You can't explain your memories to other people - when they have no connection to them and none of their own about the place.

TIP: Donald Davis teaches that you have to make people care about the folks in the story first. Show what normal was; then turn the applecart upside down.

I was six year old when my Daddy went to war, World War II. I had started the first grade. After he left things stayed pretty much the same for we three girls. it was Mama's life that was tipped on end. She was a single working mother - before they called it that. We moved from the large single family rental house to an apartment in a twelve famliy apartment house. Smaller quarters were less expensive and easier to take care of. And living around all those people was fun for a kid. People to talk to and things to see. I started and finished the second grade. Then, several months after school was out - polio struck. An epidemic. Polio roamed the streets looking for the children. People were scared. Children under 15 were restrcted from going to public places. Mama was terrified. This I think was a final straw for her - with daddy gone, working and all. She made arrangements for my sister Lynda (5) and I to live at Sacred Heart for the summer.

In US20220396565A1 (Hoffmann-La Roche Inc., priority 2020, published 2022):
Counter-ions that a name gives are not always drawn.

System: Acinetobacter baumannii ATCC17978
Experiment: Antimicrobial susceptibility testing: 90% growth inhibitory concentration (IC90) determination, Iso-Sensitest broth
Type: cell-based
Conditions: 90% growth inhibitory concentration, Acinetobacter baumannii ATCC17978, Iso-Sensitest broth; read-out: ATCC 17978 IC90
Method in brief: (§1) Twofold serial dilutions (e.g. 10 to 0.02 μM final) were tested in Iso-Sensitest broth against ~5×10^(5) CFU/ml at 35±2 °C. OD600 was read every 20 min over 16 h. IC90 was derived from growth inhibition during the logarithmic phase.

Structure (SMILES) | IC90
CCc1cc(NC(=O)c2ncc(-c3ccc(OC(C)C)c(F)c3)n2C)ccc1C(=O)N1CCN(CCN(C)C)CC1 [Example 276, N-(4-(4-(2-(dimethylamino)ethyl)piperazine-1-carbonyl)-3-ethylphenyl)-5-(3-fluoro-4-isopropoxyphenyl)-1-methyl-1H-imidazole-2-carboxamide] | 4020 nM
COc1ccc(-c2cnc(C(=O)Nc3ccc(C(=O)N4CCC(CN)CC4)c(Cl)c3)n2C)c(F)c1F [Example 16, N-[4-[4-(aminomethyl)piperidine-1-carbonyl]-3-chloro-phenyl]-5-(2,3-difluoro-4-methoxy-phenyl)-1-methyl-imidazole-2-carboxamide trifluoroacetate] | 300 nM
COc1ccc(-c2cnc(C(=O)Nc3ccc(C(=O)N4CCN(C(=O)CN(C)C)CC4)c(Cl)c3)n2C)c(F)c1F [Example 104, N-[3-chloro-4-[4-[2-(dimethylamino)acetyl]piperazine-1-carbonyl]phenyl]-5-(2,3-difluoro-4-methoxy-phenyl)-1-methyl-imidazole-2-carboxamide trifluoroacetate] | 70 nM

It was a good plan actually. Get us out of the city and into the country - away from the threat of polio. The Sisters agreed we could come. All the student were gone for the summer - just Lynda and me and Patti P and her brother. They were there because of a divorce. Four kids unexpectedly separated from our homes and parents.